Coonawarra. The name evokes images of swaying gum trees, ancient terra rossa soils and, of course, rich and age-worthy Cabernet. The area is incredibly isolated from other wine regions and therefore doesn’t enjoy the kinds of visitor numbers seen in places like the Barossa or McLaren Vale. So recently, I spent 72 hours in the region, courtesy of the South Australian Tourism Commission, in an effort to discover everything old and new, experimental and exciting about Coonawarra.
Following a quick and enjoyable plane trip from Melbourne to Mount Gambier on Rex Airlines, I headed straight to Patrick of Coonawarra. Established in 1998 by Patrick Tocaciu, who had worked for many major labels, the brand is now overseen by his very capable son Luke, following Patrick’s untimely death in 2013. Patrick has vineyards in both Coonawarra and further north in Wrattonbully; the ‘Home Block’ was planted in the 1970s and is the source for its premium wines, which show concentrated flavours and the ability to cellar for many years.
Not wanting to solely follow a traditional path, Luke is not afraid to take risks, and one recent experiment has very much paid off. His Méthode range reimagines what can be done with certain varieties, focusing mainly on Cabernet and Riesling at this stage. His 2021 Méthode Cab Nouveau (A$32) is a light, oh-so-fruity and delicious expression of cabernet, a bit of a riff on Beaujolais Noveau, while the 2021 Méthode Eucalypt (A$32) emphasises, rather than minimises, the effect of eucalypt leaves on the grape – it’s surprising and surprisingly great. If you still want some richness, look no further than the 2012 Patrick Grand Reserve Coonawarra Cabernet (A$125), which is silky, multi-layered and magnificent.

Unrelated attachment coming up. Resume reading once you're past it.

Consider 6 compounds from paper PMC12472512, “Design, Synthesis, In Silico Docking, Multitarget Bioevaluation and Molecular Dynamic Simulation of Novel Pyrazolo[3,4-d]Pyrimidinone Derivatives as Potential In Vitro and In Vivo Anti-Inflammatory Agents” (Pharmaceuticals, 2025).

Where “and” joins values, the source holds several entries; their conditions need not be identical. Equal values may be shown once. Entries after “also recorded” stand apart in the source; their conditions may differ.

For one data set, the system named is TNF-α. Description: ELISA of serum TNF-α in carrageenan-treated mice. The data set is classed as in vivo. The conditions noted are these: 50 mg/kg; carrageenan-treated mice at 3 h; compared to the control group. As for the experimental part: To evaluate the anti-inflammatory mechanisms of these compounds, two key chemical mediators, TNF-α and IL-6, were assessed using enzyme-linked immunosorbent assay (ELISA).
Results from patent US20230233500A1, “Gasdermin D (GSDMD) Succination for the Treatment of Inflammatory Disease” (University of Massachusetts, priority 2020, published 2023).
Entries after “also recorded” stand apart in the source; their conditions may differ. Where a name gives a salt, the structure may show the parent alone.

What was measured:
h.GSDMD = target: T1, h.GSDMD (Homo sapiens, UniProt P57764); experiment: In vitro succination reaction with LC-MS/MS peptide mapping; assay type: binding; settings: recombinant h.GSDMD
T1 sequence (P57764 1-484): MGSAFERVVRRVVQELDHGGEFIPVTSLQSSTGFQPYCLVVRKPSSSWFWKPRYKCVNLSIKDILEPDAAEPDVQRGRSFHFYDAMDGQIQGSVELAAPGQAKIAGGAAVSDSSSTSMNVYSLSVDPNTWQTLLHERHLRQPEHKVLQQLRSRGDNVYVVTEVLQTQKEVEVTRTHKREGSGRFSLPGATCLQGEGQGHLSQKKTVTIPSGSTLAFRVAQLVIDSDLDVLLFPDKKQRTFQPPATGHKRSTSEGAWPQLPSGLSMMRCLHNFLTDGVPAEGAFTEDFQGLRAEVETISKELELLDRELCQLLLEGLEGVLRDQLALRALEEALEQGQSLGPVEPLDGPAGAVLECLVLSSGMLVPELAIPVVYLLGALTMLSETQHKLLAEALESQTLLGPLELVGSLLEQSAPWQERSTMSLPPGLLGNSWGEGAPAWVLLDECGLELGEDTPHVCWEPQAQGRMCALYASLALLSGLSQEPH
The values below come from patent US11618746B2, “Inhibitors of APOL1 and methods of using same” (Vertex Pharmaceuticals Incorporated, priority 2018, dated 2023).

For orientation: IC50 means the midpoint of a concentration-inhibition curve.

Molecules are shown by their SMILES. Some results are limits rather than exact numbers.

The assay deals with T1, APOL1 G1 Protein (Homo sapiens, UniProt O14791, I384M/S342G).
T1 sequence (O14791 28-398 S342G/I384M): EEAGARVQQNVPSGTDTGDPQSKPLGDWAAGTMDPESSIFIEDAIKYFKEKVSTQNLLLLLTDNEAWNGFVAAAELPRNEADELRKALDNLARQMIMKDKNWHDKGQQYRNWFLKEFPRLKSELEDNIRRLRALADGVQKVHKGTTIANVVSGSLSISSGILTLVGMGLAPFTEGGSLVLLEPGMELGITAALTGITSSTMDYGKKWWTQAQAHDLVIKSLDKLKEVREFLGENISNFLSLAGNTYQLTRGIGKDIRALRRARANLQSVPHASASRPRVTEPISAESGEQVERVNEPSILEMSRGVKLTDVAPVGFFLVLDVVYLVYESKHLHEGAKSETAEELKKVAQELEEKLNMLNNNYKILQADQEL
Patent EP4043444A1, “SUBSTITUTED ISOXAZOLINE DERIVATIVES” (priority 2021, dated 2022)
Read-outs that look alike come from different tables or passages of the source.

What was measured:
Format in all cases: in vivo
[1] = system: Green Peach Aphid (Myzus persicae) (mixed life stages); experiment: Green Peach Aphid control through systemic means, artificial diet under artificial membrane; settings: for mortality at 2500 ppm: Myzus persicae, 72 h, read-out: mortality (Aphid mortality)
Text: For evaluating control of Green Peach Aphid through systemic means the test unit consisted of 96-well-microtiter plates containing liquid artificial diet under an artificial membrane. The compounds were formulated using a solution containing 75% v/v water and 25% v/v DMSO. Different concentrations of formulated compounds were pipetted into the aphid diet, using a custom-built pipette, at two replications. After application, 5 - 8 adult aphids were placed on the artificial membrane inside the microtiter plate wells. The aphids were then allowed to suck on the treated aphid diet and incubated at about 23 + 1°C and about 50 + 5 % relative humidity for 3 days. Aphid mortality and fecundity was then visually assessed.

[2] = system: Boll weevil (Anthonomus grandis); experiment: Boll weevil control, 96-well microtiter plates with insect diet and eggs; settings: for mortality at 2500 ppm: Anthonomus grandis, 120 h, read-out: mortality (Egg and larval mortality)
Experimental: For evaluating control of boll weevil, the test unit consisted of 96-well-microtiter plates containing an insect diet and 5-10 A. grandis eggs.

Just over the road lies Hollick Estates, launched by Ian and Wendy Hollick in 1983, from a vineyard planted from 1975 onwards. The original cellar door was contained in a quaint cottage hugging the road, which has been replaced by a sprawling and aesthetically pleasing building, which also houses their restaurant, Upstairs. Chief winemaker Trent Nankivell gave me a tour of the impressive facilities, and the winery has grown significantly since its very humble beginnings, mainly due to investment from a Chinese property investment company, while still remaining true to the Hollick’s original vision.
In the wonderful company of Fran Bartosek, Hollick’s marketing liaison, I partook of lunch at Upstairs, which consisted of spicy and delectable chilli chicken followed by a superb eye fillet with garden vegetables and a side of crispy, oven-baked potatoes. The wines at Hollick straddle the approachable to the complex, my favourites being the 2021 Hollick Bond Road Coonawarra Chardonnay (A$27), a round and rich mix of flinty, stone-fruit characters, and the delightful 2020 Hollick Coonawarra Shiraz (A$27), with its bright red fruits and pastilles.
Only a short distance away is Di Giorgio Wines, a family company established in 2002 by Frank and Margot Di Giorgio. The vineyard includes some of the oldest Shiraz vines in Coonawarra, planted in the 1890s, while Cabernet and more Shiraz vines were planted in 1963. Their total vineyard footprint is huge, with 227 hectares in Coonawarra and a further 126 hectares in coastal Lucindale, growing a range of grapes such as Cabernet Franc, Merlot, Pinot Noir, Chardonnay and Tempranillo.
I was shown around the expansive winery by brand ambassador Anna Di Giorgio and cellar hand Richie, gaining a greater understanding of the business and what they’re trying to achieve. This became even clearer when doing a tasting with Bryan Tonkin, the assistant winemaker, who took me leisurely through their sparkling, white and red wines. The 2019 Di Giorgio Coonawarra Chardonnay (A$29) offers citrus, peach and blossom aromas over a silky smooth palate enlivened by bright acid, while the 2012 Di Giorgio Cabernet Sauvignon (A$29) is smoky and with a great mix of primary and tertiary fruit, a perfect accompaniment to a rich meal.